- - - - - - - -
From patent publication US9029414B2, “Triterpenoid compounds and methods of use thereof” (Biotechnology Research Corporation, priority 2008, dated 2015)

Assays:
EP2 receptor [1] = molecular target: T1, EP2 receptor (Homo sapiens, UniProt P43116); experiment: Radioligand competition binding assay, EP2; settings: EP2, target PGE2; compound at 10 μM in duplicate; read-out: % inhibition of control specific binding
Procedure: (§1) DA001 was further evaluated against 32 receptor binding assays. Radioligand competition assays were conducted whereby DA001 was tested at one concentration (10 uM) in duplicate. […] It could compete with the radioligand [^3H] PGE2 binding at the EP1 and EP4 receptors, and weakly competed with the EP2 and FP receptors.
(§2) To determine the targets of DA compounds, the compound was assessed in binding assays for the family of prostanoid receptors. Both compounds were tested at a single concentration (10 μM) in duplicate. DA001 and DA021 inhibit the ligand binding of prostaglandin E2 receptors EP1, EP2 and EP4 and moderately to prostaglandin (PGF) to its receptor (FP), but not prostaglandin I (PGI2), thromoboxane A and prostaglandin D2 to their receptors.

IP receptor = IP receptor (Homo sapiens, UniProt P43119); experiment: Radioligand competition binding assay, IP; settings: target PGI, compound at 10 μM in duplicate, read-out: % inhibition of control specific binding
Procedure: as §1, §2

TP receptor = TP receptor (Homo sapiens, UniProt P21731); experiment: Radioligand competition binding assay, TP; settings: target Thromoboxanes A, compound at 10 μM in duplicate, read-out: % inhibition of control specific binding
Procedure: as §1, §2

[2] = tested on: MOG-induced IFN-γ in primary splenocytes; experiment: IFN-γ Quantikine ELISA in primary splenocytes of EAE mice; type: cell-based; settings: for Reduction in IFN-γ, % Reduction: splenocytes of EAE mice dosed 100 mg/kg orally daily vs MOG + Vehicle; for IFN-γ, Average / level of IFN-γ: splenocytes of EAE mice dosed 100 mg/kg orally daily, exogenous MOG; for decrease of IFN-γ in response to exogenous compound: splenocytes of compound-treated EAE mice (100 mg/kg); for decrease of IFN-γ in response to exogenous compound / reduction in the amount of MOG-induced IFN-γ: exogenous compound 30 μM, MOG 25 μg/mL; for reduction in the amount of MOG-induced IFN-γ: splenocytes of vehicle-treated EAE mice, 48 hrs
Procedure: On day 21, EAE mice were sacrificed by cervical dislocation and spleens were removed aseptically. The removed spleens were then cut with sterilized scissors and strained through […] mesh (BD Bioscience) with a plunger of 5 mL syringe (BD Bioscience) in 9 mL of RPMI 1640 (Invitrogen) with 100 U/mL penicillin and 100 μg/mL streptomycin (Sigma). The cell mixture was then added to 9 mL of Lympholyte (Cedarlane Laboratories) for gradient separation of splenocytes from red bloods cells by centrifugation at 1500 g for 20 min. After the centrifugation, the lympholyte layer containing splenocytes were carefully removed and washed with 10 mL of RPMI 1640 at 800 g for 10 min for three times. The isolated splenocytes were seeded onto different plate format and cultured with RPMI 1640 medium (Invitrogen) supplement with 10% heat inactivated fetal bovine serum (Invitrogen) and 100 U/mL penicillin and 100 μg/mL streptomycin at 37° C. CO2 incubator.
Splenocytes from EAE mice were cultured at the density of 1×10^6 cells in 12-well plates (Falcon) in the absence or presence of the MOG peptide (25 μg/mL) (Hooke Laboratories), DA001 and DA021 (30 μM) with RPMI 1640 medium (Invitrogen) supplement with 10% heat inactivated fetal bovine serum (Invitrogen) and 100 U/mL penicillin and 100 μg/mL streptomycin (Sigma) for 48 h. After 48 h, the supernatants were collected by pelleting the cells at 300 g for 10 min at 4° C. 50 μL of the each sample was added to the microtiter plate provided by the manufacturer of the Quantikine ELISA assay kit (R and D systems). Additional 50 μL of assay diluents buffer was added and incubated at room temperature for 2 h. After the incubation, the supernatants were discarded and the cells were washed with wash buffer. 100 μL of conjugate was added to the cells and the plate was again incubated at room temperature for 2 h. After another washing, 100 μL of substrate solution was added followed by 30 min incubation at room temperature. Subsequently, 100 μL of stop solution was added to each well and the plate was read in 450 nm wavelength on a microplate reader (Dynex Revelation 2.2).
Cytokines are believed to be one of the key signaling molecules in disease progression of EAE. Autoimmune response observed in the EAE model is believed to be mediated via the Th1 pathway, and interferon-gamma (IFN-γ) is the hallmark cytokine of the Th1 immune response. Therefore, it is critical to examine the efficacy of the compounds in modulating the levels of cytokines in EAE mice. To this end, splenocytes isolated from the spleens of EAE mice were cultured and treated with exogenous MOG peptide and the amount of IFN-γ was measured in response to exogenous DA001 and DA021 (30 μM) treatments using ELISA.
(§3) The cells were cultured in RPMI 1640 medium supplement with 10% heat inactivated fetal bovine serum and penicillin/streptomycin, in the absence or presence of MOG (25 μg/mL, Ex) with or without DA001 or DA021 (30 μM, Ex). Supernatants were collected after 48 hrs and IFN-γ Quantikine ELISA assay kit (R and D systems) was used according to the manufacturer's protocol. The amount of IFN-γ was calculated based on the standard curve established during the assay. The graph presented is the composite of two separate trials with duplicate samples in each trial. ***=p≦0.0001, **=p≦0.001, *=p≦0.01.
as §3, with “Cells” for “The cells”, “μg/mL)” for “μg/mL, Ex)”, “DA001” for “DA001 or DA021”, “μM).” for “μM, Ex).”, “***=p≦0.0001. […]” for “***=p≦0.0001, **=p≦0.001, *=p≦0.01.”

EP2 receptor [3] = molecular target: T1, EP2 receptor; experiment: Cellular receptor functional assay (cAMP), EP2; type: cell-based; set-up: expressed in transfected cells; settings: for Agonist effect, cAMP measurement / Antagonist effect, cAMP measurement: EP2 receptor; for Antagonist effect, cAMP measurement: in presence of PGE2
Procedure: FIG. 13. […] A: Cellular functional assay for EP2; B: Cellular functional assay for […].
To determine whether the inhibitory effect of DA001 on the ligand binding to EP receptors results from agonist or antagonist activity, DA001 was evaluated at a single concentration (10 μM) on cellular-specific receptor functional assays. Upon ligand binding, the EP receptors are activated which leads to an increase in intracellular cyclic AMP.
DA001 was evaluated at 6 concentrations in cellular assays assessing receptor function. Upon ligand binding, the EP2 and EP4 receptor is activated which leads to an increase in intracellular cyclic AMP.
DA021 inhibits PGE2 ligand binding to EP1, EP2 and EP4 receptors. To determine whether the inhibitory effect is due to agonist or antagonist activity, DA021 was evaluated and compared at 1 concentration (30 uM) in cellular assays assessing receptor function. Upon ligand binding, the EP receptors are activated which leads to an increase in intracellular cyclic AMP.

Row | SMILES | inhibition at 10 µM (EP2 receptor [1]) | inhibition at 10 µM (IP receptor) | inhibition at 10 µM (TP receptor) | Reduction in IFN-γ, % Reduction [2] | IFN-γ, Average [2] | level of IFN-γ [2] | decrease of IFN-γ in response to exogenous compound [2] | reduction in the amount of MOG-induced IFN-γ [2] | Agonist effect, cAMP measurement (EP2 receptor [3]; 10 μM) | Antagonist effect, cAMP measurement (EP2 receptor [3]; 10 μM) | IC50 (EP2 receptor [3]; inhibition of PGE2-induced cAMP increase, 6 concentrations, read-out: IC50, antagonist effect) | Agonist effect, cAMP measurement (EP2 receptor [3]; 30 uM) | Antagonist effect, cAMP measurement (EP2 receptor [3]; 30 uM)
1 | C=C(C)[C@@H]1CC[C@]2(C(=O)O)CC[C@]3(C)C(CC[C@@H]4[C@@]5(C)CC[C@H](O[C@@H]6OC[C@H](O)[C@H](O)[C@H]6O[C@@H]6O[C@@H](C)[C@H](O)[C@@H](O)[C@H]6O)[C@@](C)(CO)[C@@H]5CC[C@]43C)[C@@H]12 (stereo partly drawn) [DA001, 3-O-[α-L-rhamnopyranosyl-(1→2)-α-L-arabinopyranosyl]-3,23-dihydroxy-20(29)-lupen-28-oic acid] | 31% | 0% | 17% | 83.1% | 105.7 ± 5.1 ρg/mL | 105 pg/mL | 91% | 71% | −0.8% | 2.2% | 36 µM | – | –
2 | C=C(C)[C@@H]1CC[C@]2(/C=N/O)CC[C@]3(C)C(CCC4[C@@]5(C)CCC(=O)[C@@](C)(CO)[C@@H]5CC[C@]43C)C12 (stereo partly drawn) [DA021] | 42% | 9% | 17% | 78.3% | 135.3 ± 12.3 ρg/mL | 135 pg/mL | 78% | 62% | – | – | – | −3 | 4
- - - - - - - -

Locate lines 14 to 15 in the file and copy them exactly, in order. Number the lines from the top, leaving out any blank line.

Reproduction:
(§3) The cells were cultured in RPMI 1640 medium supplement with 10% heat inactivated fetal bovine serum and penicillin/streptomycin, in the absence or presence of MOG (25 μg/mL, Ex) with or without DA001 or DA021 (30 μM, Ex). Supernatants were collected after 48 hrs and IFN-γ Quantikine ELISA assay kit (R and D systems) was used according to the manufacturer's protocol. The amount of IFN-γ was calculated based on the standard curve established during the assay. The graph presented is the composite of two separate trials with duplicate samples in each trial. ***=p≦0.0001, **=p≦0.001, *=p≦0.01.
as §3, with “Cells” for “The cells”, “μg/mL)” for “μg/mL, Ex)”, “DA001” for “DA001 or DA021”, “μM).” for “μM, Ex).”, “***=p≦0.0001. […]” for “***=p≦0.0001, **=p≦0.001, *=p≦0.01.”